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Panderama: Jennifer Kim

While I was up in Newark at a class for work, Jennifer Kim wrote a letter to the Statesman which is just plain awful. Since AC has promised (although not yet delivered, ahem!) a fisking of the Northcross lawsuit, it falls to me to perform this one; hat tip to DSK for the link.

I am deeply troubled by the outcome of the site plan approval for Northcross Mall. It's wrong and embarrassing when residents believe they must protect the community by suing the city.

Me fail English? That's unpossible! Seriously - what is she troubled by? The outcome of the approval? The approval itself? Doesn't really matter - the process followed the rule of law. As I've said many times, the city is not allowed to, nor should they seek to, deny approval for a project based on dislike of the particular tenant involved.

I have worked with Responsible Growth 4 Northcross to prevent this. Ideas ranged from a public-private partnership to build a community center or other public facility, to limiting the operating hours of a Wal-Mart Supercenter. However, we failed to gain the support of the City Council.

That's because RG4N staked out a position very early on that the presence of a Wal-Mart SuperCenter was non-negotiable. Hint: you don't negotiate with people who have said that your presence is unacceptable.

The area is full of pedestrian-oriented businesses and family-friendly neighborhoods.

Sure it is. Why, just look at this satellite photo of Anderson Lane. Looks like new urban nirvana to me! Ignore the fact that every strip mall has a parking lot in front. Ignore the fact that the sidewalks are out in broiling heat, far away from the buildings. Ignore the first rule of urbanism. They must be pedestrian-oriented, because, well, because I say so! And when my cow orkers and I ate at various places in the area the last 2 weeks, boy, were they impressed at the pedestrian orientation near Star of India!

And what's more family-friendly than the 2nd least dense neighborhood in the city which is also one of the slowest growing, thanks to deed restrictions and super-low-density zoning which have made the area attractive primarily to empty-nesters? Even the folks at Allandale Reporter were basically forced to admit that, and I quote, it's one of the least dense, slowest growing neighborhoods in Austin. Hey, remember those wacky kids at RG4N who claimed a VMU project would be feasible in this spot? Remember how wacky M1EK pointed out the extremely low density of the residential catchment area? Those were they days, huh?

Don't forget the family-friendliness of pressuring weak-willed panderers on the City Council to allow cars to park in the bike lanes on Shoal Creek Blvd, the most important bicycle commuting route in the city - both for long distance work commuters and for kids going to Northwest Park. What's more family-friendly than making an 8-year-old swerve around parked pickup trucks four or five times before getting to the park?

It's clear that a Wal-Mart would generate an unreasonable amount of traffic, so I sought evidence that the city could use to reject the site plan.

That's charming! Most of us would actually look for evidence first before declaring that it was clear that a Wal-Mart would generate an unreasonable amount of traffic for a parcel zoned as a shopping mall.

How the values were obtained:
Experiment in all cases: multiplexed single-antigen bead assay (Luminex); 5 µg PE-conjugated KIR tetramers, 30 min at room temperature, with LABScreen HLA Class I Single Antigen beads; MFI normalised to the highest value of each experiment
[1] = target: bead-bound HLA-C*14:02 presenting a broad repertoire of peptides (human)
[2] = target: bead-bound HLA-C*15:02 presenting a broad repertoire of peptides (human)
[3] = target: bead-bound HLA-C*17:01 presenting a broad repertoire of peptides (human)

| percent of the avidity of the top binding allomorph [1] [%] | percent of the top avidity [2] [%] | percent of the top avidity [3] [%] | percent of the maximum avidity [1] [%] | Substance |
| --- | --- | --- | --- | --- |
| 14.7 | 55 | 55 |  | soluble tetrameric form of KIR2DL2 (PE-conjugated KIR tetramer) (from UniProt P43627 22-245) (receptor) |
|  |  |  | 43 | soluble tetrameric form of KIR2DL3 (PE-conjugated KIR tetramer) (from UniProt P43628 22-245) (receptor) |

I asked city staff to rerun the traffic impact analysis submitted by Lincoln Properties using the higher traffic numbers listed in a 2006 ITE Journal article on "big-box" stores, but I was told the staff lacked the software. The city asked Lincoln Properties to run the numbers, but it did not respond.

Hm. I wonder why they wouldn't respond. Maybe it's because they know they have the rule of law on their side?

I applaud the efforts of Responsible Growth and local neighborhood associations, and I support their vision. I hope this wonderful community involvement we have seen will triumph in the end.

So far, this wonderful community involvement has resulted in hundreds of thousands of dollars spent by the city to defend the rule of law against rule-by-mob. So far, this wonderful community involvement has led to the overthrow of one neighborhood association's leadership in favor of a new group which has demonstrated their commitment to RG4N's purported VMU goals by opposing VMU anywhere but at Northcross itself. So far, this wonderful community involvement has led to an increased likelihood that Northcross will end up like the Intel Shell, and that some local businesses counting on this project will go bankrupt.

So far, this wonderful letter has made me reconsider my position that Brewster was the worst panderer currently on the City Council.

This entry was posted in the following categories: Austin , I Told You So , Urban Design , Walking in Austin (Pedestrian Issues) , When Neighborhoods Go Bad

Comments

Other than you and me, how many people do you think read the Allandale Neighborhood Association blog?

Good question. The author does publicize it frequently on allandale's yahoo group; but that's probably a dozen readers at most.

I originally exchanged a few shots on the ANA listserv when one of the RG4Ners described the future traffic situation as, "Think Barton Creek Square Mall at Christmas."

I'm in Crestview, and our NA leader(s) appear to be joined at the hip to the new ANA leadership.

I can't imagine this lawsuit will succeed, and I suspect it is going to largely hinge on a supposed faulty traffic analysis. Of course, I'm still waiting for the licensed engineer who will publicly dispute the validity of Lincoln's traffic plan.

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